Step-parenting is ridiculously hard.
Last year it almost cost us our relationship.
I write so many posts about new info I’ve read or theories I’ve heard psychologists talk about, in the hope to spread some clarity on the subject.
But the truth is, mainly… it’s f*cked. It’s sooooooo hard.
Watch: Constance Hall on No Filter. Post continues below.
It’s like being one family torn in so many different directions. Instincts go one way, heart goes another and head goes altogether.
And to top it off, most couples pretend it’s all perfect with smug photos on social media about how amazing their Brady Bunch family is that have just blended together perfectly with no hiccups at all.
At the end of last year, with work stresses as well, it all just felt too hard, I wanted to raise the kids one way, my husband raised his another way. He is stricter than me, comparing our kids was making us hate each other and I felt a ball of fury burning inside me every time he disciplined my little boundary pushers.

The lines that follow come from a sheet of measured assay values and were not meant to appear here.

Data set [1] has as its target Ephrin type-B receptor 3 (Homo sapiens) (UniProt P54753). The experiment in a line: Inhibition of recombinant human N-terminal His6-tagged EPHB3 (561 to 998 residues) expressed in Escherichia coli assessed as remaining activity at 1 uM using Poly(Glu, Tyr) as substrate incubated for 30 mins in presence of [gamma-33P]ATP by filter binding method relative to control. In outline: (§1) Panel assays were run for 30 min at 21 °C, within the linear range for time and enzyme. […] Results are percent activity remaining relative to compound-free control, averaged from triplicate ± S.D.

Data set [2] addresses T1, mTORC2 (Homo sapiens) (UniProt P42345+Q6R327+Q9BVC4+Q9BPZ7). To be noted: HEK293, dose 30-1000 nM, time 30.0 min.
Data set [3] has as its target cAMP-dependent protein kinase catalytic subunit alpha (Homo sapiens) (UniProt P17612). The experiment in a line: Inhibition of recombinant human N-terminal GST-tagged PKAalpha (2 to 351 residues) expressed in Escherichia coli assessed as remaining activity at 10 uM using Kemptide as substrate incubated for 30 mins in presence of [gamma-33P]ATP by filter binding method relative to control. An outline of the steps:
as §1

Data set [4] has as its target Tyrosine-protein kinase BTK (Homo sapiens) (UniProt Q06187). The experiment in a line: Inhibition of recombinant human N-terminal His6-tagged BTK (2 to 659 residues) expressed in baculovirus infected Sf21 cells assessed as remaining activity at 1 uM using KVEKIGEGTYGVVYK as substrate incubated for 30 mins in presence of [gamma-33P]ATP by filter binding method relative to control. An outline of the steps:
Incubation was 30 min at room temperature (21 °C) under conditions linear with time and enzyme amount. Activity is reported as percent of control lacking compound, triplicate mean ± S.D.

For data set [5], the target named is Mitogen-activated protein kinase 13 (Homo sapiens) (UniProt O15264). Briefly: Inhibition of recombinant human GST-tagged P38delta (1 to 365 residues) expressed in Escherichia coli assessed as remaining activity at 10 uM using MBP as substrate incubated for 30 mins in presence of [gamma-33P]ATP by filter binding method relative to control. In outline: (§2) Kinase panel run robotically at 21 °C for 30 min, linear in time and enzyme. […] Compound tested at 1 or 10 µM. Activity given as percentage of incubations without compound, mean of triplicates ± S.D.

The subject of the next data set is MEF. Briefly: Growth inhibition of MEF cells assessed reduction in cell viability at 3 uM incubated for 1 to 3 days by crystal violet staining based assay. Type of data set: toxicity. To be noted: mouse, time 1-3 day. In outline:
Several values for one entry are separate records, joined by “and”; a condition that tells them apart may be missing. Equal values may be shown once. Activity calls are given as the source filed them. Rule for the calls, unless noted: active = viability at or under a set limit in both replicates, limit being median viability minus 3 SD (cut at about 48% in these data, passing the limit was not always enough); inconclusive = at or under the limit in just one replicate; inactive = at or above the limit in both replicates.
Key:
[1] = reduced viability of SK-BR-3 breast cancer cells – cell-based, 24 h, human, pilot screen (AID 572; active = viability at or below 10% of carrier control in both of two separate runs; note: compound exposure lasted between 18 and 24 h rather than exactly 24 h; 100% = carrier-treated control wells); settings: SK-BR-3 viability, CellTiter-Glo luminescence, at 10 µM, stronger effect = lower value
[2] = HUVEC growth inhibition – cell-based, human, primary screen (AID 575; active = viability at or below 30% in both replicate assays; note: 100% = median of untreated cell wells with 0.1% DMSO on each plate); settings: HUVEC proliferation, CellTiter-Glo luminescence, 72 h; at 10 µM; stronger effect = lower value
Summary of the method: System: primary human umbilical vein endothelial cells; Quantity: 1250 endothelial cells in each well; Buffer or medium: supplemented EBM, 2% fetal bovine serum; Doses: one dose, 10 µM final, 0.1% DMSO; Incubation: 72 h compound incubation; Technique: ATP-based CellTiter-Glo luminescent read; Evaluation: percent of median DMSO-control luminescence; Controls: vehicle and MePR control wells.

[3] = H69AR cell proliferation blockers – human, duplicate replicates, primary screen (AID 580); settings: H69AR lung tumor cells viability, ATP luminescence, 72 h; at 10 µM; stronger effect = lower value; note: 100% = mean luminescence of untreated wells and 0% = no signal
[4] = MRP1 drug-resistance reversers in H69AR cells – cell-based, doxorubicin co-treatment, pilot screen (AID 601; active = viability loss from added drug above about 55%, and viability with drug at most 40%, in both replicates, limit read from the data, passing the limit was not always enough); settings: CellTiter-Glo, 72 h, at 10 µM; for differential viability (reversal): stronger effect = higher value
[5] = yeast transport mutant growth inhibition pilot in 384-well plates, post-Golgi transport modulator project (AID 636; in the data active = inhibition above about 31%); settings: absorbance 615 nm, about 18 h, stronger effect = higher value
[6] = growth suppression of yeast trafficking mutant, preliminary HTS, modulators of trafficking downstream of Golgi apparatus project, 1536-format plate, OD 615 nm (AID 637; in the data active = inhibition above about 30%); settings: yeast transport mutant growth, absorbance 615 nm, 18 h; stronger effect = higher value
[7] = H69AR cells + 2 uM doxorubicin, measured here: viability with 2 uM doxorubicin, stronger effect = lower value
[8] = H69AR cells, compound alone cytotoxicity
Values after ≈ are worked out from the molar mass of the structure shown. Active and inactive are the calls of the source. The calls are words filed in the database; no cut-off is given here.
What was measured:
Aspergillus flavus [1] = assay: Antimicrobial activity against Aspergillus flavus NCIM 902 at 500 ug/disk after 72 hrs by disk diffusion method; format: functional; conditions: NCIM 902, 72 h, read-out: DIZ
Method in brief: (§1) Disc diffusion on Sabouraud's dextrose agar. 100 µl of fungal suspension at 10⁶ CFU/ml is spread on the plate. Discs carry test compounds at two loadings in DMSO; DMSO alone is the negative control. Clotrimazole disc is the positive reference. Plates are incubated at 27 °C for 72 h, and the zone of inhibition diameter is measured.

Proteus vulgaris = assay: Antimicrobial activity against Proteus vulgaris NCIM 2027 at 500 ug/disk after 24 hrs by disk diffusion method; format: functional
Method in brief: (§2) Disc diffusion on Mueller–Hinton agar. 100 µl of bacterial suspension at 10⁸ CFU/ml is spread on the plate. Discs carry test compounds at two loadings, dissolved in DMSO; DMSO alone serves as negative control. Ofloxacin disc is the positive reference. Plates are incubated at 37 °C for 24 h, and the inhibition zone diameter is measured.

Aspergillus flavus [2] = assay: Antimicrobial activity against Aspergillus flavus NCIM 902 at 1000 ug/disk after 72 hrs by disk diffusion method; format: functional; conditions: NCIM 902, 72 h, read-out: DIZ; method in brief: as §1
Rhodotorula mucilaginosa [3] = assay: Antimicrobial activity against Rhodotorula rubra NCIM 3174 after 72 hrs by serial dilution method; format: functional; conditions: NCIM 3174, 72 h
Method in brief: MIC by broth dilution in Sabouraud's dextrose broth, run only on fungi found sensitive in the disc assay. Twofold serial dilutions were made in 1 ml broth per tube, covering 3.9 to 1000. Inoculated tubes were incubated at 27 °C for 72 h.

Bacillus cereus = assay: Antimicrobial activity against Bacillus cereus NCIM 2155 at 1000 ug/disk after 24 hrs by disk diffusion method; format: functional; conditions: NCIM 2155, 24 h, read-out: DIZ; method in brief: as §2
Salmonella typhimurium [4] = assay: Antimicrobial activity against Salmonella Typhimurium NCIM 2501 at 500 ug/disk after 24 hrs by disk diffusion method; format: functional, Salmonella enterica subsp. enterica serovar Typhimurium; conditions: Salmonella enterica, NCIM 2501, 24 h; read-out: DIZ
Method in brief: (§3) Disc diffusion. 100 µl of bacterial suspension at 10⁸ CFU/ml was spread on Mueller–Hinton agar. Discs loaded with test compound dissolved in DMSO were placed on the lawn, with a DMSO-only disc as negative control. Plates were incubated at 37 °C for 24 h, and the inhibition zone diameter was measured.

He felt that same fury when he saw how they disrespect me; they felt the same fury when he butted in and so on and so on.
I don’t have the answers, this is not a light bulb moment blog.
But after the most challenging time of our relationship, this is what I learned and try to remind myself all the time.
– All kids are different, you cannot simply say that one system will work for all kids. “This worked for my kid so it will work for yours,” is like saying “this is how I trained my dog to sit, so it will work for your horse.”
– Our job as parents is not to control children, but to guide them.
– The term ‘discipline’ is derived from the term disciple, meaning to instruct with knowledge.
– If you love someone, trust them and the intuition they have for their children’s best interests, that often means stepping back, even when you don’t want to.